I focused my Gemba Walk on our Registration Department and Emergency Department, focusing on John Doe patients’ medical records merging together. We had a patient that came in unresponsive, no identification, no family members found on the street that had to be transferred by life flight. Luckily this does not happen often at our facility that we are unable to identify a patient before we discharge or transfer them out. We needed to find a way to keep unidentified patient record separated from each other. This also brought up question if more than one John Doe patient came in on one specific day, we couldn’t just use the date as an identifier, which is what we have done in the past. Once these problems were identified and discussed the meeting was called for all the departments involved in admission and care dealing with the identified patient and coming up with a new system.
The collaboration of the team of the emergency room, medical records, and patient access came up with a new system consisted of coming up with alias name and using the date of service as the birth date. We decided that keeping Doe as the last name and adding alphabet letter to the first name Jane or John. example: Doe, AJohn/Doe, AJane – date of birth 02/01/2019, and once the alphabet has been completed adding a second letter. Example: Doe, AAJohn/Doe, AAJane and so forth. This will allow the names to stay together in our system and allow the registrars to see the last one used, eliminating a paper trail to refer to. We thought about using numbers with the name but with our system it does not allow us to add numbers within the name. When the patient is transferred a patient face sheet with demographics will go with the patient and the receiving hospital has our information to call/fax us any updated information on the patient the find and allow us to then go back in to that patient’s chart and update to the correct name and date of birth.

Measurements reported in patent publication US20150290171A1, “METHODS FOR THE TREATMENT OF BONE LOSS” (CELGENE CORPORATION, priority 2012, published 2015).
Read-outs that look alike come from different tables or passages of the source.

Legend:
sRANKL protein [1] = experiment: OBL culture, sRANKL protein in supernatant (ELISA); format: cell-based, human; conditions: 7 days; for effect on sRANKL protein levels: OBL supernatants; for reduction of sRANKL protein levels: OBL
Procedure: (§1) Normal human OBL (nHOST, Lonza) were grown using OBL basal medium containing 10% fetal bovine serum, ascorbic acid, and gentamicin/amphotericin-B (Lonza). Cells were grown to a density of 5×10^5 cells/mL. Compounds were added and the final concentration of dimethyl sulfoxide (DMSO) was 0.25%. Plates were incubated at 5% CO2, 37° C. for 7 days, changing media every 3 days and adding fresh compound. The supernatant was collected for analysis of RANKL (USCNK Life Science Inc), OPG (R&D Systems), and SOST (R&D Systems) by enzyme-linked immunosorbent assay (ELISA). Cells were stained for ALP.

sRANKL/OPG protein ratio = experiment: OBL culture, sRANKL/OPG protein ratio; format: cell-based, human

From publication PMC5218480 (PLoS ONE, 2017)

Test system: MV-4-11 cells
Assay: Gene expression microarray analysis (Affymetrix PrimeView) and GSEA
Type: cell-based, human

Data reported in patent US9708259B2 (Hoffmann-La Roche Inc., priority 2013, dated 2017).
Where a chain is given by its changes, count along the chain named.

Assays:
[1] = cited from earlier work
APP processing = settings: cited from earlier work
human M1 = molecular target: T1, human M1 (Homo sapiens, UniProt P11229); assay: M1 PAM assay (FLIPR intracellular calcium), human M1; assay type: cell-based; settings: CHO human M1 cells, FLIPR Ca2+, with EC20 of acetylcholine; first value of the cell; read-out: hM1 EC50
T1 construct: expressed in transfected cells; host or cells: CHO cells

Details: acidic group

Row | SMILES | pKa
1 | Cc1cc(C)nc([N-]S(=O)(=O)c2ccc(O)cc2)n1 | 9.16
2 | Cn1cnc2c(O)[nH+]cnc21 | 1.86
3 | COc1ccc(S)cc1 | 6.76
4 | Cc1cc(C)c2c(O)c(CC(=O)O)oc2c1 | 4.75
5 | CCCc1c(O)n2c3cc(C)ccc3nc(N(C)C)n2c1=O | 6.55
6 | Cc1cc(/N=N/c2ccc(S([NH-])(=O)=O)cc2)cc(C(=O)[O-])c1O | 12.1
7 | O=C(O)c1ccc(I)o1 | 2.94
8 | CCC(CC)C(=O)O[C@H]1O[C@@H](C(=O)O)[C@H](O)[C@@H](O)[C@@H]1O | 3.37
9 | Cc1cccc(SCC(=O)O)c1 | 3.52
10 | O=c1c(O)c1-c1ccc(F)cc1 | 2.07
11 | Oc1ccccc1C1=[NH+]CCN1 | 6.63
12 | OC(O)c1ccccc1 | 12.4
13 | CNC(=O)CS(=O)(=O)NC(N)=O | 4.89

We are now in the process of writing up the new policy for not only our hospital but also our sister hospitals. The transition to the new process should have little resistance and will be simple to use resulting in less confusion for all involved, patient, admission, medical records and Emergency Staff. This is a simple but effective method for a rapid assignment of a unique alias for unknown patients.